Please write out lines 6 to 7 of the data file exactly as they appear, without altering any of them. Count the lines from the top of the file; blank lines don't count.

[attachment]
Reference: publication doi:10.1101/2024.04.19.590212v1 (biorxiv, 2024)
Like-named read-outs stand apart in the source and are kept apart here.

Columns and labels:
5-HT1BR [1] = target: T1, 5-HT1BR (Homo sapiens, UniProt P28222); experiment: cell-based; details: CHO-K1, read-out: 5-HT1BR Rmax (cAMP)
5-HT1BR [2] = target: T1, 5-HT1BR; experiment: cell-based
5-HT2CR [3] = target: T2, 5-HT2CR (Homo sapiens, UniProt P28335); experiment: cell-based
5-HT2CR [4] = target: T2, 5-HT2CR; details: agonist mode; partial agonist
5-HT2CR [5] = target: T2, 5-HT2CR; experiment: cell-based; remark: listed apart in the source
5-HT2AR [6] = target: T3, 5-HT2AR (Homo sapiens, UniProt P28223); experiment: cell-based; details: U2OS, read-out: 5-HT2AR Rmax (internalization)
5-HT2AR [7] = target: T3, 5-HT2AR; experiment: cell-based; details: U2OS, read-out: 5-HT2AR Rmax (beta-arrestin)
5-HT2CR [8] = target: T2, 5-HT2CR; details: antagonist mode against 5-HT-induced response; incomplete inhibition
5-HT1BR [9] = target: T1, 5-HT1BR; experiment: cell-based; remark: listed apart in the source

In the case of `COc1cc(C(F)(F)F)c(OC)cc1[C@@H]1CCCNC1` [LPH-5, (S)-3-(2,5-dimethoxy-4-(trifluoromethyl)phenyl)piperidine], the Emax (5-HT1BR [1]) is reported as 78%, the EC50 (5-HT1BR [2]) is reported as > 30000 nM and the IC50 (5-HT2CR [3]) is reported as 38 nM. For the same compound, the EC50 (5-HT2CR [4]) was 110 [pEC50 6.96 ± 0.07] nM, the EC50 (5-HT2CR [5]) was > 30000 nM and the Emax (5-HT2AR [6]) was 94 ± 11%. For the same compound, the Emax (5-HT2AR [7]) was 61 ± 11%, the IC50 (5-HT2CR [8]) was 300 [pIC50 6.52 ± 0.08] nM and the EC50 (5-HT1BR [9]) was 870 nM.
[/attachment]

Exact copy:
5-HT2CR [3] = target: T2, 5-HT2CR (Homo sapiens, UniProt P28335); experiment: cell-based
5-HT2CR [4] = target: T2, 5-HT2CR; details: agonist mode; partial agonist